Specifically, as set forth in my earlier post:
"'Minute Entry for proceedings held before Judge Kimba M. Wood: Status Conference held on 1/5/2012. Defendants will submit a limited motion to dismiss addressing only the issue of whether due process and equal protection analysis requires the Court to determine whether there was a rational basis for the law at issue only at the time it was passed, or whether the Court must determine whether there is a rational basis for the law at present (in other words, whether the Court should take into account a change in factual circumstances that makes the law no longer rational, even if it had a rational basis at the time of passage). Defendants' motion is due 1/27/12. Plaintiffs' reply is due 2/17/12.Defendants' response is due 3/2/12. (js) Modified on 1/9/2012 (tro). (Entered: 01/06/2012)'
'Essentially, as predicted, the New York AG and New York County DA's offices will be submitting a motion to dismiss. Having said that, I was surprised that the motion is so limited.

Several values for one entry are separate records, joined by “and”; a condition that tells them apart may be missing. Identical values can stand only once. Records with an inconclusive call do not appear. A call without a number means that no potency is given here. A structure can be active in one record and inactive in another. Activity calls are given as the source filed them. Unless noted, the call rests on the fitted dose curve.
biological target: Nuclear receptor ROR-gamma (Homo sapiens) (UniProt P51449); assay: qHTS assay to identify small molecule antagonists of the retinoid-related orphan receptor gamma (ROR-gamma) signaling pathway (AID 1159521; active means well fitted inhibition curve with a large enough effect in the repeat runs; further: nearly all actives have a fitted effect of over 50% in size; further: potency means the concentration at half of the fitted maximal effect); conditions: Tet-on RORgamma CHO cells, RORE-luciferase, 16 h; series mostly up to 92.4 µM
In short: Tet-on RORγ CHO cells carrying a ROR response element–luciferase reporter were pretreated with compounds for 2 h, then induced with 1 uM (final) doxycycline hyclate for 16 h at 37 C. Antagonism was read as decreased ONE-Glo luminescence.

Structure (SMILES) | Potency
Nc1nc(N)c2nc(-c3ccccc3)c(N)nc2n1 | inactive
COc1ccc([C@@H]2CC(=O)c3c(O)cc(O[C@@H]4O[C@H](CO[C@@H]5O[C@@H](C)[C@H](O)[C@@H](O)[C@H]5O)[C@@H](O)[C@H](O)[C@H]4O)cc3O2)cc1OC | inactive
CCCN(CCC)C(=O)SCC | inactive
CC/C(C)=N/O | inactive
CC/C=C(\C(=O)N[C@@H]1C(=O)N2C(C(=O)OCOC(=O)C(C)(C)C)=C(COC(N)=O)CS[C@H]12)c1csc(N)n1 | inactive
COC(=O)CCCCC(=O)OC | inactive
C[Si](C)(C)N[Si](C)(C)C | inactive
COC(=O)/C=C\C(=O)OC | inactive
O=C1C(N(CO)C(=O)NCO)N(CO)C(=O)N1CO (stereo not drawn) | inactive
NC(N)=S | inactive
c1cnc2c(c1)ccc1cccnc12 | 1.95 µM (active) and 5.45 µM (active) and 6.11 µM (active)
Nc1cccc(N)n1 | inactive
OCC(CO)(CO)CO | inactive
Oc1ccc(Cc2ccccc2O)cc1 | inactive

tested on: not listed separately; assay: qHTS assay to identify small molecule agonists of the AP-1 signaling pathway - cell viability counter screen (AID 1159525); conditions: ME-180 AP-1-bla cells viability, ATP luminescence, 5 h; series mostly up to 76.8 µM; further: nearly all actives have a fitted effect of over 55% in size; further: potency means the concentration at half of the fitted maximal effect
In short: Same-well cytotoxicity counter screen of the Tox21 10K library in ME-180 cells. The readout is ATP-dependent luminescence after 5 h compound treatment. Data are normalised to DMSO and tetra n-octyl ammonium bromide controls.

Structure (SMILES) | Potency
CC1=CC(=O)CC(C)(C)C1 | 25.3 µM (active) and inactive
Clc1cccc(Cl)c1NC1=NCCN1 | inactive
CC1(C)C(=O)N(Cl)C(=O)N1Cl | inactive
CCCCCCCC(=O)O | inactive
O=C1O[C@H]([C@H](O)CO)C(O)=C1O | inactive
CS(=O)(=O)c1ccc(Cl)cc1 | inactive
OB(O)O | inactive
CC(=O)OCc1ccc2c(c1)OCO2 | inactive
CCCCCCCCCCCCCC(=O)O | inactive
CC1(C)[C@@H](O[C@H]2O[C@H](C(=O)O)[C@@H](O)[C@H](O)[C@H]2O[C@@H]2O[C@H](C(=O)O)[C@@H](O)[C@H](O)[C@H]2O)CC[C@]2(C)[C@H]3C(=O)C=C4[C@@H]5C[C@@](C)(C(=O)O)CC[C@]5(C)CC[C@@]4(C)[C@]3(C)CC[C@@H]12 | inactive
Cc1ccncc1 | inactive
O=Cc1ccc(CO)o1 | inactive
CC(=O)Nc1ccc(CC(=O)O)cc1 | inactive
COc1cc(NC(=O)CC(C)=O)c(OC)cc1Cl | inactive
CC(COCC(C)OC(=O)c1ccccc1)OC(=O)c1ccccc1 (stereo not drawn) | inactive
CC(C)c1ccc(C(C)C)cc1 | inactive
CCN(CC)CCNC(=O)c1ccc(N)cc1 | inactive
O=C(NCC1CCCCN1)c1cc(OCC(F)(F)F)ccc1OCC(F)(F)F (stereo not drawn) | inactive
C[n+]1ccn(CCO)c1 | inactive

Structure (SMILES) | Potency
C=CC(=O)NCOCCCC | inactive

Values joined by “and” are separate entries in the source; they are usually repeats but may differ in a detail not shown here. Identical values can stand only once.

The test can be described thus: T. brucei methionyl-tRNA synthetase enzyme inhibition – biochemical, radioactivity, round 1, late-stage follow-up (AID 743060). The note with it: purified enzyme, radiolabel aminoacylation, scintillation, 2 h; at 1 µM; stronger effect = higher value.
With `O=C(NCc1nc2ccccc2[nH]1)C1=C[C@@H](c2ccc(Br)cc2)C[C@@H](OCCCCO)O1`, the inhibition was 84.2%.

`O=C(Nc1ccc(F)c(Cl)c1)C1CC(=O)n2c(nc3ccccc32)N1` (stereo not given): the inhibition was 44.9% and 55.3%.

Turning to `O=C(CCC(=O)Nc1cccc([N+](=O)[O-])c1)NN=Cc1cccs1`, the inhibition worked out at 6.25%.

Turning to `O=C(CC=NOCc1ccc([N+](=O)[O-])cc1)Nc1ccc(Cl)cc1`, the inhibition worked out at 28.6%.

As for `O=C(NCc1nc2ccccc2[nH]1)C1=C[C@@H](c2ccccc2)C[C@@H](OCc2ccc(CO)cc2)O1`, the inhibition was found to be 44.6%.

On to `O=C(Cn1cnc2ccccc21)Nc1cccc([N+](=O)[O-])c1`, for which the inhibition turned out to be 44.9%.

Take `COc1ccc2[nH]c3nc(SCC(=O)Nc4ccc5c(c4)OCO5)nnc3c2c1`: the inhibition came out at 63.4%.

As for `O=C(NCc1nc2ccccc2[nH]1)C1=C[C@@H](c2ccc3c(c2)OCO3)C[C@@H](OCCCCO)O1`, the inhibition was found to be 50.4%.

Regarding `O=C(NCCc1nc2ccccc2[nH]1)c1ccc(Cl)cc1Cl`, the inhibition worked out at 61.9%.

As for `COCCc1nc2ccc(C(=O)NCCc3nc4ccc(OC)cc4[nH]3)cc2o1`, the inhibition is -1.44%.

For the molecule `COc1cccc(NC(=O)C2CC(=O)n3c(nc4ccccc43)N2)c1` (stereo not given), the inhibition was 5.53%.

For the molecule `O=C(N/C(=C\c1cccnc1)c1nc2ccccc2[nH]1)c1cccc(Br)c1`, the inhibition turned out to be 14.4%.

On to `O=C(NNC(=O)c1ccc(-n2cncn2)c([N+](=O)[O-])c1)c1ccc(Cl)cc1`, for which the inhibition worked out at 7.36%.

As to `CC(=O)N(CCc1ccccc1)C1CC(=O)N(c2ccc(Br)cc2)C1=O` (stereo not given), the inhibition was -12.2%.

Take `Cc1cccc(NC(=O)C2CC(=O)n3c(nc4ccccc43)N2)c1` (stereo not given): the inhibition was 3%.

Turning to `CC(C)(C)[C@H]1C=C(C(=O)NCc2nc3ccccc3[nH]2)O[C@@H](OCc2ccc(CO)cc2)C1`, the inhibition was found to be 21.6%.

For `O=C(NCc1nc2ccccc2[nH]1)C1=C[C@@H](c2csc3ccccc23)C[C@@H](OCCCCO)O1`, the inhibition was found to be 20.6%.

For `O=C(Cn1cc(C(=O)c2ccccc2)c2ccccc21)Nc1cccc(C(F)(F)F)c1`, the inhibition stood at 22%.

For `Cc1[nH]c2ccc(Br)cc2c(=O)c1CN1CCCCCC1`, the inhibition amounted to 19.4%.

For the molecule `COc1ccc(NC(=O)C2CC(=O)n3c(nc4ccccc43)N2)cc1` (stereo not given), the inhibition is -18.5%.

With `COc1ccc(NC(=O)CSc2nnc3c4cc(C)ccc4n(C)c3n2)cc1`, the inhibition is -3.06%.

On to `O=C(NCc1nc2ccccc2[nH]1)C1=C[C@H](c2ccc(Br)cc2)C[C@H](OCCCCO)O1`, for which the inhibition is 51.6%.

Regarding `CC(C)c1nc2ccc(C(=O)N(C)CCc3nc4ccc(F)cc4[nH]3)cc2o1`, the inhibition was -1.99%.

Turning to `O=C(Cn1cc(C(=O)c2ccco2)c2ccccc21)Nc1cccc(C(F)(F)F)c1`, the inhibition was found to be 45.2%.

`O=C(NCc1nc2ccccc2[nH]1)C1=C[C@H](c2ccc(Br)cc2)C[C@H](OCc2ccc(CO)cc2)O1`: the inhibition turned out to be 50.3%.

Specifically, the minute entry focuses only on the due process claim and the equal protection claim, i.e. whether those claims survive rational basis analysis--the lowest level of scrutiny the Court will pass on the law. The Minute Entry makes no mention of the First Amendment claim. The narrow issue the parties will brief involves whether the Court should determine whether the law is rational now given the current state of the sport or if the court should focus on whether the law was rational as of 1997 when the ban was implemented.'
In subsequent posts, I provided the briefs filed by the parties in connection with the motion.
Yesterday, Judge Wood issued her Opinion and Order GRANTING the AG and DA's motion.
Specifically, she held, in relevant part, as follows:
This Court need not decide whether changed circumstances are relevant: even assuming that the Court could consider the evolution of MMA’s rules and safety record, the ban would satisfy rational basis scrutiny. As described herein, the Court finds that: (1) the law had a rational basis when passed in 1997, and (2) even if developments in MMA are relevant, the law continues to have a rational basis today.I am not surprised by the decision because rational basis is highly deferential to the legislature.
Notably, the Judge has not yet addressed the First Amendment challenge, i.e. the "expressive conduct" component, to Zuffa et al.'s complaint. During an earlier conference, however, Judge Wood seemed to think that Zuffa's primary (perhaps better) argument was on the due process and equal protection challenges.
I encourage you to read the decision that I am posting below.